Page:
No ‘big bang’, but things ‘will get busier’, Sunak tells traders as he buys takeaway lunch


"We are now at the stage of that plan when we can get our lives a little bit more back to normal - but that is not an overnight, big bang thing -- it is measured, progressive," said Chancellor Rishi Sunak. (Photo: Chris J Ratcliffe/Getty Images)
"We are now at the stage of that plan when we can get our lives a little bit more back to normal - but that is not an overnight, big bang thing -- it is measured, progressive," said Chancellor Rishi Sunak. (Photo: Chris J Ratcliffe/Getty Images)

RISHI SUNAK interacted with traders at a London street market on Monday, assuring that business would pick up in coming days as people started to get their lives back to normal following the lockdown easing.

“How’s it been? Slow? It’ll get busier,” the chancellor told a market trader at the Tachbrook Market in Pimlico, where he bought a take-away lunch of falafel. “It’ll take a bit of time but we’ll get there.”

He added that the UK was “at the stage of that plan when we can get our lives a little bit more back to normal – but that is not an overnight, big bang thing – it is measured, progressive”.

“We are doing it in a safe and responsible way,” he said.

“Hopefully at the beginning of July we will be able to get many more restaurants and pubs open as well,” he said. “People should have the confidence to go out there and get their lives a little bit more back to normal.”

Sunak reminded people that the country was “able to take these steps because of what we have achieved together so far”.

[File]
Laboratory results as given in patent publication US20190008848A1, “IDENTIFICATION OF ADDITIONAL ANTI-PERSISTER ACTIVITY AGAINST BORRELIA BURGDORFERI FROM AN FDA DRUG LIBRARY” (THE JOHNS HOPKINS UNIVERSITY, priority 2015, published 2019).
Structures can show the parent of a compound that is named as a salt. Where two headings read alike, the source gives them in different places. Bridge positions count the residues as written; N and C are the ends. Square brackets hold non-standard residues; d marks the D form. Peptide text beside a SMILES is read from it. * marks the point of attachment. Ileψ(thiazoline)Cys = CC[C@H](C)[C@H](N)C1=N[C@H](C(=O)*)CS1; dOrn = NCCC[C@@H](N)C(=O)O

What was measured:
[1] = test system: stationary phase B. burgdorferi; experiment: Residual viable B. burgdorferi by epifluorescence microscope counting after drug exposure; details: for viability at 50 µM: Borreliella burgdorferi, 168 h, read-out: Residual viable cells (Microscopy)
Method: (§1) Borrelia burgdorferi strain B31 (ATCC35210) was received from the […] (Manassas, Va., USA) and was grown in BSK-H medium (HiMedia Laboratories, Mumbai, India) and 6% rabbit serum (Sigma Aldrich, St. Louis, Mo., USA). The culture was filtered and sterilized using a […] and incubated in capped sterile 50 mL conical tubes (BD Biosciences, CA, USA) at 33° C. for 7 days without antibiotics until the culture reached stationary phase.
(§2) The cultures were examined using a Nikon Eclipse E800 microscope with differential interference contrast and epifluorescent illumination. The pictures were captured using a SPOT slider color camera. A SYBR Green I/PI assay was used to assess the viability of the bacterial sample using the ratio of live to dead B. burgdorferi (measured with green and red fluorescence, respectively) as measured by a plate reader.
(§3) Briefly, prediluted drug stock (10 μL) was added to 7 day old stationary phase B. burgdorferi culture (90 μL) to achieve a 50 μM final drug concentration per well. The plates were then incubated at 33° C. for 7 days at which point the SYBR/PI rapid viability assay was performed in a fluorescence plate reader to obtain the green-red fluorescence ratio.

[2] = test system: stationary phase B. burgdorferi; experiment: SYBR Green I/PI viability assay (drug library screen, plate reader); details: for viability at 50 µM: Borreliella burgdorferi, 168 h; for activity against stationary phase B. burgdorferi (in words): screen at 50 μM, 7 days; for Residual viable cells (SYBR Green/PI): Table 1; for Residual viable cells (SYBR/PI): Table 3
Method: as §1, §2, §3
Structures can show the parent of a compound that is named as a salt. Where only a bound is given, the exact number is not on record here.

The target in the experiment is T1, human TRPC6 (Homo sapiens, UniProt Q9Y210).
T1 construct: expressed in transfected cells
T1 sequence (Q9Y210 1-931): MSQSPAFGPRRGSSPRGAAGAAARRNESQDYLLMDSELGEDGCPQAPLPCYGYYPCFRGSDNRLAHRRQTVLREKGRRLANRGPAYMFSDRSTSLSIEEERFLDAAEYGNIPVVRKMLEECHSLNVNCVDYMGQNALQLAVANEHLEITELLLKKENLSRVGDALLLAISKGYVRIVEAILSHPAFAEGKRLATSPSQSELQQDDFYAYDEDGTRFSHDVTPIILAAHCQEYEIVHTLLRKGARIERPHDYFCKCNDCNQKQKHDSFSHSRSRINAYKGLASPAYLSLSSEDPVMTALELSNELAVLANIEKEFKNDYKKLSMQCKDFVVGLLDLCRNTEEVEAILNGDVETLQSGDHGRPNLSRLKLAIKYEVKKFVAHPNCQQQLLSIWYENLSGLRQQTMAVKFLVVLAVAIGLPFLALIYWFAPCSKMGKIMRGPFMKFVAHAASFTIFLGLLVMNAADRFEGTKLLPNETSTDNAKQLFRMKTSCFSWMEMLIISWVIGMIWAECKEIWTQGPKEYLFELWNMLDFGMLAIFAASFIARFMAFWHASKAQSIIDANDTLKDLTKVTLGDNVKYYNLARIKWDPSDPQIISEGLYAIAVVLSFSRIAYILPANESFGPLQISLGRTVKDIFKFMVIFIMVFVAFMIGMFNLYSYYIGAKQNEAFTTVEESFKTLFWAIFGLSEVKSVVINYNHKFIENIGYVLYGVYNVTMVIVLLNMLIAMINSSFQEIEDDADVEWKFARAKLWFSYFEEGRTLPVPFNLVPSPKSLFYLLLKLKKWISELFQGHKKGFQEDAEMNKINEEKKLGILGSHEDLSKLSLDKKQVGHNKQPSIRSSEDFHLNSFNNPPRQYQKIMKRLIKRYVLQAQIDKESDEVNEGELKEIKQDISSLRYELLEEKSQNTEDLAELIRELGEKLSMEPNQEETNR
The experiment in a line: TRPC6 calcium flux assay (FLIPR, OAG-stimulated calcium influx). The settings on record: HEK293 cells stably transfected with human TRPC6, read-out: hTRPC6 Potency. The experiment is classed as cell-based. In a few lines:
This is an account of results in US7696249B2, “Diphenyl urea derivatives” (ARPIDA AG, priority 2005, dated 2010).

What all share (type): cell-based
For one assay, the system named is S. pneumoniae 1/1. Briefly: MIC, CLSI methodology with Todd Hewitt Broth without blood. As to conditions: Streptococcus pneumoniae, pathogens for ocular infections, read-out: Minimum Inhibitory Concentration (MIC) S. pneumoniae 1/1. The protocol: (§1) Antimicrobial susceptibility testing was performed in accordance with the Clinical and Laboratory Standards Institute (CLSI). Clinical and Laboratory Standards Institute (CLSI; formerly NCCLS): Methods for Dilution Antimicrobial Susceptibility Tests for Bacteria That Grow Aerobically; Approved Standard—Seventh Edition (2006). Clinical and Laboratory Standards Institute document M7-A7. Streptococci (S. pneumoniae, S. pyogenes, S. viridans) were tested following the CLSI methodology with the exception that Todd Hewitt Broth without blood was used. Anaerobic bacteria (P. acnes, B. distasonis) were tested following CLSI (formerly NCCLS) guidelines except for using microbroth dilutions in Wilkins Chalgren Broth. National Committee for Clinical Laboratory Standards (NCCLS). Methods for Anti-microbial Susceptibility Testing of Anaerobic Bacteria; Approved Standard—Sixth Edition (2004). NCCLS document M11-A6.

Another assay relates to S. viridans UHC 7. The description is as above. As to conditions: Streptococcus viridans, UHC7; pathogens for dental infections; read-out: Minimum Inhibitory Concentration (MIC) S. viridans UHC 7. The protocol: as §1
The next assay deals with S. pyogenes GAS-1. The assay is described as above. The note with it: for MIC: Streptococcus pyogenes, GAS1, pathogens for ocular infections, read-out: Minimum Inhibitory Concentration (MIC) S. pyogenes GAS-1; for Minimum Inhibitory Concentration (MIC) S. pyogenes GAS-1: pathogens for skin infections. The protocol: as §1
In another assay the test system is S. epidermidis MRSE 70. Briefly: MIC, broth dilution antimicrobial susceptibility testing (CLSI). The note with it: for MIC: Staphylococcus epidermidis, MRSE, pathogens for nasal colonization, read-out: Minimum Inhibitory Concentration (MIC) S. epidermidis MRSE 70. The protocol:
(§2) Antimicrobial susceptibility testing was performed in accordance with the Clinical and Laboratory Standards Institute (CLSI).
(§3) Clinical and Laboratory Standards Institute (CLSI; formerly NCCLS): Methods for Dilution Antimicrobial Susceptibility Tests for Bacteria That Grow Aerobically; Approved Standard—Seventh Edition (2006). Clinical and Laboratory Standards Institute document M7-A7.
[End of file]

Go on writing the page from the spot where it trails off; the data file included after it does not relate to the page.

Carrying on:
Monday saw younger children returning to schools in England and Parliament gearing up to resume normal functioning in a day as the world’s second-worst-hit country in the coronavirus outbreak took its biggest step yet out of a lockdown.

Outdoor markets also swung open their gates and car showrooms tried to lure back customers and recoup losses suffered since Britain effectively shut down for business on March 23.

But sales at stalls were slow and some schools had half-empty classrooms due to lingering fears that a virus that has officially killed 38,500 people in Britain — and probably thousands more — was still circulating.

Meanwhile, London’s Metropolitan Police Federation chairman Ken Marsh said some current rules — such as those allowing people to gather in groups of six in England — were unenforceable.

“I don’t think the public are taking much notice of what is laid down in front of them,” he told The Daily Telegraph. “They are doing it how they want to do it.”

English parks and beaches have been inundated with people over two successive weekends during what meteorologists said was the driest May in more than 100 years.

Police had warned after seeing growing numbers ignore social distancing measures a week ago that they were serious about sanctioning those who gather in large groups.

But some London parks looked like one giant party on Sunday, and the police issued just a tiny fraction of the fines they had before people were allowed to leave their homes more freely on May 13.

A top police source said the government was informed that “unless it’s a huge gathering” the rules were “pretty much unenforceable now”.